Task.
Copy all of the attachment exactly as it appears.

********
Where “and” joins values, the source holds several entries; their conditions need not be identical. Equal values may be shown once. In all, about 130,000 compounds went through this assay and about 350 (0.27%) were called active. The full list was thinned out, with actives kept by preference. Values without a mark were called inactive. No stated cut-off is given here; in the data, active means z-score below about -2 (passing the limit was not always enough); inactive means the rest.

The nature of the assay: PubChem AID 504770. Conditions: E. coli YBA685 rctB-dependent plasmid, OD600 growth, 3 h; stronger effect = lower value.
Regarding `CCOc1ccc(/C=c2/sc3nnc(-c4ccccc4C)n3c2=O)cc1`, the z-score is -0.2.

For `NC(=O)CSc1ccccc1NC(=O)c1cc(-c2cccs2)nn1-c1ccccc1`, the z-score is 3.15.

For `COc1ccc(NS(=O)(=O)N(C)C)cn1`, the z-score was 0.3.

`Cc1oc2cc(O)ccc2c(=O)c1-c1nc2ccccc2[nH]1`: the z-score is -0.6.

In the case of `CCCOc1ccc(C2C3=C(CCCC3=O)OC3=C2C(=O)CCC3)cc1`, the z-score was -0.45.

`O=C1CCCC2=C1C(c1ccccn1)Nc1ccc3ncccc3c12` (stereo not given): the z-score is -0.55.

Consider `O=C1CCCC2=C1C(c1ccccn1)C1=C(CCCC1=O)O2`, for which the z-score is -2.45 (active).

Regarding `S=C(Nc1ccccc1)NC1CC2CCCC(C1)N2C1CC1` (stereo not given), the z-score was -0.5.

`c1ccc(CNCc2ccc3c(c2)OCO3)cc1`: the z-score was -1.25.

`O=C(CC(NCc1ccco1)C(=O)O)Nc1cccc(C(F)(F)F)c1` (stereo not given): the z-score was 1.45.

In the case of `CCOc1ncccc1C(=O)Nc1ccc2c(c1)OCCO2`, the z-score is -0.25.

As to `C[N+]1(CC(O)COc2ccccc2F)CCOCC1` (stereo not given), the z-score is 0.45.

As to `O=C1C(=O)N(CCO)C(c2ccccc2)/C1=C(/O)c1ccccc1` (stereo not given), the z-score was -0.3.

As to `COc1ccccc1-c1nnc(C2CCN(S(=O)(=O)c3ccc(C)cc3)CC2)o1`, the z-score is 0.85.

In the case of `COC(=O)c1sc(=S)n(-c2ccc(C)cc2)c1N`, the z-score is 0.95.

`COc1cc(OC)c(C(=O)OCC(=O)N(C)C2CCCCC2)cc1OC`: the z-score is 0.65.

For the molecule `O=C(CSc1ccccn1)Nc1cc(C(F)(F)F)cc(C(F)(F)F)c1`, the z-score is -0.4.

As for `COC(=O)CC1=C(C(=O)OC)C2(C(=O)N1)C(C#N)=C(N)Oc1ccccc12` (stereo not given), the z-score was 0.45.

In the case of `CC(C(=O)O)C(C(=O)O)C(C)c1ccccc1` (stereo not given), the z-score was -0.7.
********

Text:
Where “and” joins values, the source holds several entries; their conditions need not be identical. Equal values may be shown once. In all, about 130,000 compounds went through this assay and about 350 (0.27%) were called active. The full list was thinned out, with actives kept by preference. Values without a mark were called inactive. No stated cut-off is given here; in the data, active means z-score below about -2 (passing the limit was not always enough); inactive means the rest.

The nature of the assay: PubChem AID 504770. Conditions: E. coli YBA685 rctB-dependent plasmid, OD600 growth, 3 h; stronger effect = lower value.
Regarding `CCOc1ccc(/C=c2/sc3nnc(-c4ccccc4C)n3c2=O)cc1`, the z-score is -0.2.

For `NC(=O)CSc1ccccc1NC(=O)c1cc(-c2cccs2)nn1-c1ccccc1`, the z-score is 3.15.

For `COc1ccc(NS(=O)(=O)N(C)C)cn1`, the z-score was 0.3.

`Cc1oc2cc(O)ccc2c(=O)c1-c1nc2ccccc2[nH]1`: the z-score is -0.6.

In the case of `CCCOc1ccc(C2C3=C(CCCC3=O)OC3=C2C(=O)CCC3)cc1`, the z-score was -0.45.

`O=C1CCCC2=C1C(c1ccccn1)Nc1ccc3ncccc3c12` (stereo not given): the z-score is -0.55.

Consider `O=C1CCCC2=C1C(c1ccccn1)C1=C(CCCC1=O)O2`, for which the z-score is -2.45 (active).

Regarding `S=C(Nc1ccccc1)NC1CC2CCCC(C1)N2C1CC1` (stereo not given), the z-score was -0.5.

`c1ccc(CNCc2ccc3c(c2)OCO3)cc1`: the z-score was -1.25.

`O=C(CC(NCc1ccco1)C(=O)O)Nc1cccc(C(F)(F)F)c1` (stereo not given): the z-score was 1.45.

In the case of `CCOc1ncccc1C(=O)Nc1ccc2c(c1)OCCO2`, the z-score is -0.25.

As to `C[N+]1(CC(O)COc2ccccc2F)CCOCC1` (stereo not given), the z-score is 0.45.

As to `O=C1C(=O)N(CCO)C(c2ccccc2)/C1=C(/O)c1ccccc1` (stereo not given), the z-score was -0.3.

As to `COc1ccccc1-c1nnc(C2CCN(S(=O)(=O)c3ccc(C)cc3)CC2)o1`, the z-score is 0.85.

In the case of `COC(=O)c1sc(=S)n(-c2ccc(C)cc2)c1N`, the z-score is 0.95.

`COc1cc(OC)c(C(=O)OCC(=O)N(C)C2CCCCC2)cc1OC`: the z-score is 0.65.

For the molecule `O=C(CSc1ccccn1)Nc1cc(C(F)(F)F)cc(C(F)(F)F)c1`, the z-score is -0.4.

As for `COC(=O)CC1=C(C(=O)OC)C2(C(=O)N1)C(C#N)=C(N)Oc1ccccc12` (stereo not given), the z-score was 0.45.

In the case of `CC(C(=O)O)C(C(=O)O)C(C)c1ccccc1` (stereo not given), the z-score was -0.7.